With one half of the film taking place in a nightmare gothic fantasy world and the other half taking place in modern-day London, the former a darker reflection of the latter, the comparison to Franklyn’s schizophrenic split between fantasy and reality is obviously going to be made with Guillermo del Toro’s Pan’s Labyrinth, but in cinematic terms, Gerald McMorrow’s film fits closer to the sensibilities of Terry Gilliam’s dark fantasies (Time Bandits, Brazil and even Tideland) where the dividing line between good and evil, between fiction and reality, is not so clearly obvious. Added to this, McMorrow introduces some Kieslowski-like meditations on the subject of death, bereavement and loss and the vagaries of fate and chance that draw connections between people. If the resulting combination of these elements is somewhat disjointed and not entirely convincing on a character level, Franklyn manages to bring the various strands to a satisfying conclusion that works at least within its own terms.
Each of the four main characters in the film is finding it difficult to cope with a severely traumatic experience of loss in their lives. In the dark, gothic, futuristic fantasy world of Meanwhile City, Jonathan Preest (Ryan Philippe) is a lone atheist in a world dominated by cults and religions, where there is even Seventh-Day Manicurist’s have their own sect. Donning a skull-like mask, Preest is hunting down the leader of one particular sect, known as the Individual, who he holds responsible for the death of his young sister. Seeking information on the whereabouts of the Individual on the dark streets of the city, Preest has to beware of the patrols of chimney-hatted Clerics, Meanwhile City’s dangerous law-enforcement agency, who are trying to capture him.
In present-day London, Emilia (Eva Green) is an art student who has deep problems in her relationship with her mother (Susannah York), blaming her for the disappearance of her father. Her father’s absence has left a deep hole in Emilia’s life, one she tries to express in her art project, a performance piece that involves her video-recording her elaborate attempts to commit suicide. The suicide attempts are real in every respect, only prevented from being carried to their conclusion by a phone-call that Emilia makes to the emergency services beforehand. A cry for help certainly, but a cry that Emilia feels there is no-one there to answer, and without a meaningful conclusion, she knows that her work and her life will remain unsatisfactory.
One of the subjects of Emilia’s previous art experiments involving the recording of random strangers, Milo (Sam Riley) is also going through a difficult stage in his life, having broken up with his fiancée not long before their planned wedding. The presence of a mysterious red-haired woman seen from the corner of his eye on the streets of London however reminds him of an old childhood sweetheart, and he relentlessly pursues this elusive obsession. Meanwhile, Peter (Bernard Hill) is in London looking for his missing son David, who is ill and, according to the authorities, poses a threat to himself and to others.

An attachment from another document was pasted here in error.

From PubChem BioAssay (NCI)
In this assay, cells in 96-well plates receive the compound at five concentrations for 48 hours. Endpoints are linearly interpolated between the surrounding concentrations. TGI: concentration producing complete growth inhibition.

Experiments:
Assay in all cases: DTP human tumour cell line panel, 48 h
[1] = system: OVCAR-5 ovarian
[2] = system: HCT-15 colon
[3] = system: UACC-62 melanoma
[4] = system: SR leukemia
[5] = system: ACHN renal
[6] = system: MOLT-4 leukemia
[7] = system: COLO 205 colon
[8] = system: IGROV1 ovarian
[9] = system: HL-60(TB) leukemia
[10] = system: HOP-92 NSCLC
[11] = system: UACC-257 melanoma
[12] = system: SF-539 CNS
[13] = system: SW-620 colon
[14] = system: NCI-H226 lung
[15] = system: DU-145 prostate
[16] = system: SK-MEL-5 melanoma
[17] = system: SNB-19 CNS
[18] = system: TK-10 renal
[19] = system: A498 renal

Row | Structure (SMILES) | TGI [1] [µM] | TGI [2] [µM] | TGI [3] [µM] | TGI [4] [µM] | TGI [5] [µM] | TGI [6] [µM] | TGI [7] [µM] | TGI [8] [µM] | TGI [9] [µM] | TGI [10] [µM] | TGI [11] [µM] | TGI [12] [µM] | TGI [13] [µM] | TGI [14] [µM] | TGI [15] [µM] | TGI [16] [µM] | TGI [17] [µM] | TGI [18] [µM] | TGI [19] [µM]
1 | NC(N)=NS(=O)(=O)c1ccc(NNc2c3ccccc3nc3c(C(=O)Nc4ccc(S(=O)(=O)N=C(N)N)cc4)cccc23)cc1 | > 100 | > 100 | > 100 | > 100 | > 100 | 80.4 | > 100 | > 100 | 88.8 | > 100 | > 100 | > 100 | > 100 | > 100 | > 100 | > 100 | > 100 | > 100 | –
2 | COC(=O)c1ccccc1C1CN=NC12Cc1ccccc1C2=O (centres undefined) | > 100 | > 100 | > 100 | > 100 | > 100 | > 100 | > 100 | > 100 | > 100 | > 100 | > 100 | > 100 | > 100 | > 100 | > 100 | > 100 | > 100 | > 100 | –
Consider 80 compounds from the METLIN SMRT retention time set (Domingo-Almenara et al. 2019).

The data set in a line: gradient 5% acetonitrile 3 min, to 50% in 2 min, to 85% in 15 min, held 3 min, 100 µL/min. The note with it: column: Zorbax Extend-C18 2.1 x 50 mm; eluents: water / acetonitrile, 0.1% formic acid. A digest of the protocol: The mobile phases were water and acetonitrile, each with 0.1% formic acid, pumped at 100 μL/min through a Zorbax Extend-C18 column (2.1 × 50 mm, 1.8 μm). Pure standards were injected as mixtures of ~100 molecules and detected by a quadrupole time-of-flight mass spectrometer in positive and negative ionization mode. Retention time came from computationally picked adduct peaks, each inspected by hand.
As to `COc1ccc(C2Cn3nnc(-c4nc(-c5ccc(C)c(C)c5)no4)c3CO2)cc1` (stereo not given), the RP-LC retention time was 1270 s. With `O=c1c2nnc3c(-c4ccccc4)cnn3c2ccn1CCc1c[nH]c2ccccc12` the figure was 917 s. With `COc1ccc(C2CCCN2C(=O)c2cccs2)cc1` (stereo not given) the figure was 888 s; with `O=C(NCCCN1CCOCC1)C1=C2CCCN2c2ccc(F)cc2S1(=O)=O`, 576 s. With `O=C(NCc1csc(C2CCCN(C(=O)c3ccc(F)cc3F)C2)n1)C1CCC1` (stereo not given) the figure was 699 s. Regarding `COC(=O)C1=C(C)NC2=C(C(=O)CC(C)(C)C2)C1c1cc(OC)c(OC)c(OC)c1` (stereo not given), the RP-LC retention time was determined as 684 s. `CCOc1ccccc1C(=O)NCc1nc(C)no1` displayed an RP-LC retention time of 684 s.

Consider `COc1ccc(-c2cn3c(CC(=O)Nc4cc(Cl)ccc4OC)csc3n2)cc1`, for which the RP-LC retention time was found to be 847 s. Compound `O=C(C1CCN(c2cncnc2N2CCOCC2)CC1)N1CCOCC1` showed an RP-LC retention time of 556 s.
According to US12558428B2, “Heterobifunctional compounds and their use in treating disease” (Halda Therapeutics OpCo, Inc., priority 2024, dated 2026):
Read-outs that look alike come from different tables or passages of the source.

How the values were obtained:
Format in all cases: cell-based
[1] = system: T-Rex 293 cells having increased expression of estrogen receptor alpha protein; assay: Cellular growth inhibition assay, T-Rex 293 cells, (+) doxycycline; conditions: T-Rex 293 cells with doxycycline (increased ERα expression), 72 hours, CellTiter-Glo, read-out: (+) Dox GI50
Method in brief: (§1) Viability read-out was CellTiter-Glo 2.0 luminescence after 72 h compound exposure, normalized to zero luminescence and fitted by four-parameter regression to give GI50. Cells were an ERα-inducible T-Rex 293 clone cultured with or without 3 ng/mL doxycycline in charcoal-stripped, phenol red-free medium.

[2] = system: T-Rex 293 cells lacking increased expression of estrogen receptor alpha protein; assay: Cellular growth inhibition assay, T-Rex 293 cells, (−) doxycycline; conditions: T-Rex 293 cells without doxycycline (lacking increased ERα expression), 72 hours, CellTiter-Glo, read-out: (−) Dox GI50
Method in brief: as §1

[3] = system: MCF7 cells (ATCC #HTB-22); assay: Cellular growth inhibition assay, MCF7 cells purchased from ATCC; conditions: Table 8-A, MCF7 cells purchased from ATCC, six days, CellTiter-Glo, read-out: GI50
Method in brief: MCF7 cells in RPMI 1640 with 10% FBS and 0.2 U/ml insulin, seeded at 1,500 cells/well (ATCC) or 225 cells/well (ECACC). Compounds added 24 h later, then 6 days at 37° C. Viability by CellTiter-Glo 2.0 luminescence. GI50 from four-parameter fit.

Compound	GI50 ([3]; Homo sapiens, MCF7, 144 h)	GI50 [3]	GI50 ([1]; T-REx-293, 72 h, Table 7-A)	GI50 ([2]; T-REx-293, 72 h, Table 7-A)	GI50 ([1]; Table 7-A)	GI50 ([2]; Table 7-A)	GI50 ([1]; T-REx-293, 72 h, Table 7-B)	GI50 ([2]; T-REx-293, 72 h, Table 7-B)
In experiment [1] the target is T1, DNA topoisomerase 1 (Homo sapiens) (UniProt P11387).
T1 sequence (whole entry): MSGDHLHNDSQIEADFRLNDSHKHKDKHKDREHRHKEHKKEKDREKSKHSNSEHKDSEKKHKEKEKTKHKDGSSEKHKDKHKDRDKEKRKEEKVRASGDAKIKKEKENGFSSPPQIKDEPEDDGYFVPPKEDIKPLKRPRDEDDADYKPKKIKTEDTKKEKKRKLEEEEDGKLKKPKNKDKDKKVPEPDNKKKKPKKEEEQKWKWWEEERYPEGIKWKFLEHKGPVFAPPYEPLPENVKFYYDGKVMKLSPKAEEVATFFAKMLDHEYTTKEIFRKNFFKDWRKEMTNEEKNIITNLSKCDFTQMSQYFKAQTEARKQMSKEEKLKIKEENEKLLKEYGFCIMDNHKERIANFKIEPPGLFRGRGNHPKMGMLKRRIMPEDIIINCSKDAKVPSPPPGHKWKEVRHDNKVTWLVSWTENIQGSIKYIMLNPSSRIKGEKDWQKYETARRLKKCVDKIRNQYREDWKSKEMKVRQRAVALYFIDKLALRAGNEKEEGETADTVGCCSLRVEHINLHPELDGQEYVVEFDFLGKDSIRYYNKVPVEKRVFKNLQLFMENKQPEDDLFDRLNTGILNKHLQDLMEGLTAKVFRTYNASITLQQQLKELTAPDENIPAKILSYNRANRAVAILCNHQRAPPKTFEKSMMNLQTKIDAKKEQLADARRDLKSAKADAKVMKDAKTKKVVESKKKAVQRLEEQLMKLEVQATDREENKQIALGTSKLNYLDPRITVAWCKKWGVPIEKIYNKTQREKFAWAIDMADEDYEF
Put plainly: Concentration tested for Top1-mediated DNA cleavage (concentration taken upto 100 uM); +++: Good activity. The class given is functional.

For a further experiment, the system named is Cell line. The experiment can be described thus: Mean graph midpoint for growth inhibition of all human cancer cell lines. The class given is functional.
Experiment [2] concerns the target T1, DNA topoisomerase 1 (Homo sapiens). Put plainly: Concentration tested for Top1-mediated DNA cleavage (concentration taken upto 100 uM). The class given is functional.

Director Gerald McMorrow risks trying the viewer’s patience for a significant portion of the film, slipping between one character and the next, between one world and the next, in fractured segments with no clear link connecting them together. If the viewer is held, it’s down to the excellent production design, just as effective in creating the vast gothic structures and dark alleys of Preest’s Meanwhile City, as it is in depicting the environments of the characters in contemporary London. If the film’s only purpose is in creating a striking puzzle and eventually reconnecting its shattered fragments into a coherent and meaningful whole, then Franklyn undoubtedly succeeds and rewards the viewer who is willing to stick with it, tying everything together satisfactorily and leaving no loose ends.
On a human and emotional level however the film is less successful, and it’s here that it really counts. The depth of the trauma that occurs with each of the characters should correspond with the fictional or fantasy element in their lives that sustains them through it, but what should pass for reality in the contemporary London sections is just as much a fantasy as the sequences in Meanwhile City. The significant events of loss in each of the characters lives aren’t fully explored or their resultant trauma explained and their actions consequently seem somewhat disproportionate and, let’s just say, “fanciful”. Franklyn remains then a lovely looking film and a delightful little puzzle that resolves itself rather neatly, but it has no real heart and soul behind it – something that is also evident in the performances – and without any sense of realism in the depiction of the characters to underpin the flights of fancy, any points the film has to make about chance, life, love, the randomness of fate and encounter come across as rather hollow.